Unless I am down low kind of tired at 9 in the evening I have a new burst of energy. I also had to work out training myself to rest at night.

I think that some people are born with a nocturnal bio clock. I have spent a considerable amount of time awake during the night. It feels very natural to my system. I just wanted to share my views on this subject with you.

I spend a lot of those hours in conversations with God. I sincerely believe that during that time the interruptions and distractions seem to be at rest and it is easier to say what is true, heartfelt and needed.

I enjoyed reading this post Max.

md20737 said...

Oh wow I really loved this post. It was so honest and open. Plus I am sucker for stories that involve family.

This makes me think of my dad. He cant sleep but 3-4 hours at a time so he keeps the tv on when he sleeps he wakes up a few times a night to watch it. Thats the only thing that puts him back to sleep. He's been like this for years. I never known him to sleep straight through the night.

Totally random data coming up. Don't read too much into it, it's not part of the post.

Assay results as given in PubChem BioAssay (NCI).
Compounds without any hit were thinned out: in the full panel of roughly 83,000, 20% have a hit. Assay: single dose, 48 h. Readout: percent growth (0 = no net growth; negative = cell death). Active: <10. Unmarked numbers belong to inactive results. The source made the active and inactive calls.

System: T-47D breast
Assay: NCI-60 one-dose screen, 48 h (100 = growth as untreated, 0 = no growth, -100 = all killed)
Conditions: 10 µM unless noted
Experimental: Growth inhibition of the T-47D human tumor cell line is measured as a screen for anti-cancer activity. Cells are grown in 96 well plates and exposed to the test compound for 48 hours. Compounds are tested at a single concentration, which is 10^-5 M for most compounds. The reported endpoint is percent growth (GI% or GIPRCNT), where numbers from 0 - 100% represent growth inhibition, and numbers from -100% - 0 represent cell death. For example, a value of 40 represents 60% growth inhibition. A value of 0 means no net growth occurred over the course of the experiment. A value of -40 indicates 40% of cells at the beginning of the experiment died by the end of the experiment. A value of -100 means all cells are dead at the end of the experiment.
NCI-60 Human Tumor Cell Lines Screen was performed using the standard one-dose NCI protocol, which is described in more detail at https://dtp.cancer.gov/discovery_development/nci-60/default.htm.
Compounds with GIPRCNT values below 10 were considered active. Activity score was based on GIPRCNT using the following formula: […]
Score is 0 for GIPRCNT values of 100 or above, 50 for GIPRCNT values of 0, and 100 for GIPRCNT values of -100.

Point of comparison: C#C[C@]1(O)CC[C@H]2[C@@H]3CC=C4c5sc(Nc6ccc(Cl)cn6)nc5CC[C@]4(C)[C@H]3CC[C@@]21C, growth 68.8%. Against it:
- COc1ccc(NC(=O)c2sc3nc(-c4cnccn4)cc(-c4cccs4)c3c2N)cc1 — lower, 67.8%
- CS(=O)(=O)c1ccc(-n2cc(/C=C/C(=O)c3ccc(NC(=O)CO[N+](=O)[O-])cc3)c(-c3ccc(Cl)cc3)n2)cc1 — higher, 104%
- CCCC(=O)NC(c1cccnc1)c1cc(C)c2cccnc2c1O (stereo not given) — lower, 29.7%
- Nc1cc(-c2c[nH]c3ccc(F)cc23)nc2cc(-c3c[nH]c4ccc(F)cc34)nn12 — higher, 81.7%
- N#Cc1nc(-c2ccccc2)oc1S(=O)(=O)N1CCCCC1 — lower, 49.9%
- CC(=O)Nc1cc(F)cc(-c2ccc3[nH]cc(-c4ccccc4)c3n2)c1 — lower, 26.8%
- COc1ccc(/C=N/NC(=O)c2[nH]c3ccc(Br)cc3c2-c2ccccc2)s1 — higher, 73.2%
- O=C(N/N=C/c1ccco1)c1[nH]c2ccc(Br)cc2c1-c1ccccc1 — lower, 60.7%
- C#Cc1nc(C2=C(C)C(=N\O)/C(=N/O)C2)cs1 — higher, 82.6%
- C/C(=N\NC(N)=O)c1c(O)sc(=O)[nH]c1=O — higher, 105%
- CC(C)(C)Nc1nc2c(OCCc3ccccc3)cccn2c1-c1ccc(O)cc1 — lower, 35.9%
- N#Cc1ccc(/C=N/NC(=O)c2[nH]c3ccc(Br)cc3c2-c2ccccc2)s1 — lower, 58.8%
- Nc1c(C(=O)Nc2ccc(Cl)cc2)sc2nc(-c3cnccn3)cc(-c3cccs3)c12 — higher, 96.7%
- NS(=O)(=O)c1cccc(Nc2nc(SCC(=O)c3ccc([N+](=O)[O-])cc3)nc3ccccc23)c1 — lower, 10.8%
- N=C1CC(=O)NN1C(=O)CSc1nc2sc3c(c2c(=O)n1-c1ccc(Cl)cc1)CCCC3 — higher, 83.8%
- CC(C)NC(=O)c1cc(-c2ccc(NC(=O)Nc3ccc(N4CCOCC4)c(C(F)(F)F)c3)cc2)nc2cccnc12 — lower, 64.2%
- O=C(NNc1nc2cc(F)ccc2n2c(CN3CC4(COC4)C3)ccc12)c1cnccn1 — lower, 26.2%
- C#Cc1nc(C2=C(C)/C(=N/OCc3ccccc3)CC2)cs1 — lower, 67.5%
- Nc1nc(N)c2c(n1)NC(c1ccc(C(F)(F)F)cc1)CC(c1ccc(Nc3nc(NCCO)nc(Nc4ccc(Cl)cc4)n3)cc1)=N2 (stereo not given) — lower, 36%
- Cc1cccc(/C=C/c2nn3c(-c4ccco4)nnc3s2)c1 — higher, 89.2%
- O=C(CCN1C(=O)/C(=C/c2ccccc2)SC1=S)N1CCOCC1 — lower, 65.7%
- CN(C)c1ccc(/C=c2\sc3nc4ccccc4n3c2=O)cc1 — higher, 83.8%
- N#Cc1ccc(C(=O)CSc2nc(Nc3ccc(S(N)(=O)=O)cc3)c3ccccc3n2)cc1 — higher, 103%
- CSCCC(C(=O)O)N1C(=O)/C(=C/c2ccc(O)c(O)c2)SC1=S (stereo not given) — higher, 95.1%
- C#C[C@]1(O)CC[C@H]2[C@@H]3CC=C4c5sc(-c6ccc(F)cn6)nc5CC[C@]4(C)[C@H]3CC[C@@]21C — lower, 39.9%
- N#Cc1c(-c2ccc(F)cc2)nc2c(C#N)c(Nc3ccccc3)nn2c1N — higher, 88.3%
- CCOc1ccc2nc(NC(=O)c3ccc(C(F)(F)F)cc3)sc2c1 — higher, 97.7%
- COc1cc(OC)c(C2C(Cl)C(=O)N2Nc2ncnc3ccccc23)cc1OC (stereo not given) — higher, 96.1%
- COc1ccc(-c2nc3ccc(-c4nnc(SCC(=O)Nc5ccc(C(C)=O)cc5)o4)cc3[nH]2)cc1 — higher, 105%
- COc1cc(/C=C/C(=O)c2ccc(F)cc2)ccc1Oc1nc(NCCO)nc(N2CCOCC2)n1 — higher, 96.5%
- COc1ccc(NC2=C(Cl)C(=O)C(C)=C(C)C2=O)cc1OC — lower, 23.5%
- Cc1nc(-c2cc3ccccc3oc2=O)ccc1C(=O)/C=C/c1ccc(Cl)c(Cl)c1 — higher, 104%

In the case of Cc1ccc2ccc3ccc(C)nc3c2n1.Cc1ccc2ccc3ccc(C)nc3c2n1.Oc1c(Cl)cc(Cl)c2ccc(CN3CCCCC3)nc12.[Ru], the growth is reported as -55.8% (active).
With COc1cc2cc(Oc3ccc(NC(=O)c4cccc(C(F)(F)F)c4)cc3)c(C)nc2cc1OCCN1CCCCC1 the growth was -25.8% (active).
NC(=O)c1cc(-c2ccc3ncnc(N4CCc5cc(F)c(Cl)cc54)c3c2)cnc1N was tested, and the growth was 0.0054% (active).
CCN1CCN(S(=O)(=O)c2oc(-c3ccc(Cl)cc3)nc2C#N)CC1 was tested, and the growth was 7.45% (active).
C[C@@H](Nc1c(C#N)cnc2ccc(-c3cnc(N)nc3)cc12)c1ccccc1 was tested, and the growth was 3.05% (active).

My mother is also nocturnal. She doesnt rise before noon unless her job requires it. I got a terrible combo of the two. I am not a morning person, when I cant sleep I can only get about 3-4 hours of sleep in a day for a few weeks at a time. When I can actually sleep, I need large chunks of it to get back right. Like 9-12 hours to feel better. It really sucks not being able to sleep. Im glad you are being productive when you dont sleep, I just tweet away lol

Nicole said...